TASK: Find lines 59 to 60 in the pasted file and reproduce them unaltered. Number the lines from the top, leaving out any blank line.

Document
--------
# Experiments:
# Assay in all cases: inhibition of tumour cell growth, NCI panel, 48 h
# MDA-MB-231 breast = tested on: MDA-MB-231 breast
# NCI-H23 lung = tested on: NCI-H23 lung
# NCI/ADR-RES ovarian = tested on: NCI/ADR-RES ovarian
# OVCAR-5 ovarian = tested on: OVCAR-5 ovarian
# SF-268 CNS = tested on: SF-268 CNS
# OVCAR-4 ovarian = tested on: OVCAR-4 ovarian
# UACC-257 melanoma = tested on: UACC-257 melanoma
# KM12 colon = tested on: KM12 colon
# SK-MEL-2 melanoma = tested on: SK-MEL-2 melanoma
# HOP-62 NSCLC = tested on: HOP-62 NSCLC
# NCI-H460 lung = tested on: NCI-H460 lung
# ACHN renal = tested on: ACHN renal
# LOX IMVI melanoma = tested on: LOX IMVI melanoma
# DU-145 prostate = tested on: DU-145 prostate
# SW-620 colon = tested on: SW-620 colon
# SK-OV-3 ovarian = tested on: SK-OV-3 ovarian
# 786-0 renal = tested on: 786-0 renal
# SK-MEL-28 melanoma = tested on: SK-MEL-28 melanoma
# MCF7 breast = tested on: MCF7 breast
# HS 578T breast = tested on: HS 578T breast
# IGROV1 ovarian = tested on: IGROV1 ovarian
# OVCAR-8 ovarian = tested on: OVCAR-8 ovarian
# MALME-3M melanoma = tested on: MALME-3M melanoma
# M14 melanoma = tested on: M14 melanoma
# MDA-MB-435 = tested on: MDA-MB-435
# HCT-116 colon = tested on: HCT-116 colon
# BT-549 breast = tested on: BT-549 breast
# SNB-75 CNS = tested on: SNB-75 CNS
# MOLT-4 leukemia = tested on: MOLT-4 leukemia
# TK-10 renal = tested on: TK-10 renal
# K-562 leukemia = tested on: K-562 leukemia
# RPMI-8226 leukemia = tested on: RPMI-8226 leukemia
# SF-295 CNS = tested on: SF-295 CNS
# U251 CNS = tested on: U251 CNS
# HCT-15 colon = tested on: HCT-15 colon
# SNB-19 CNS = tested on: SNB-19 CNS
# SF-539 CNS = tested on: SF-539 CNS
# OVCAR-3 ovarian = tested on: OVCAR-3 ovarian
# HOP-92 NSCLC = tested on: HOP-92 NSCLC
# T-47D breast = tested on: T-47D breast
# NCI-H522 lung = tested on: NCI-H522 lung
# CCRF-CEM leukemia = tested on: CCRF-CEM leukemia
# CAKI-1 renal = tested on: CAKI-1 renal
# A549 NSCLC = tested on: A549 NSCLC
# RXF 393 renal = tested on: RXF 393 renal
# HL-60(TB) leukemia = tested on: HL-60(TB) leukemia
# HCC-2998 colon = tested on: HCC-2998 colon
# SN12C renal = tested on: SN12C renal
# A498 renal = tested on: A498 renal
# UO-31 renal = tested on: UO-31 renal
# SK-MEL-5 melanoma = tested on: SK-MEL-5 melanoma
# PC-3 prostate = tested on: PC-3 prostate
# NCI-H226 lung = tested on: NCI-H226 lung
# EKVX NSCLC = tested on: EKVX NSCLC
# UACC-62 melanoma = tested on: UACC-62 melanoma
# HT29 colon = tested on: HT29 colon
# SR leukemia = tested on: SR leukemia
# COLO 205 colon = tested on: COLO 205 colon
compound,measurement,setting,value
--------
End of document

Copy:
# SR leukemia = tested on: SR leukemia
# COLO 205 colon = tested on: COLO 205 colon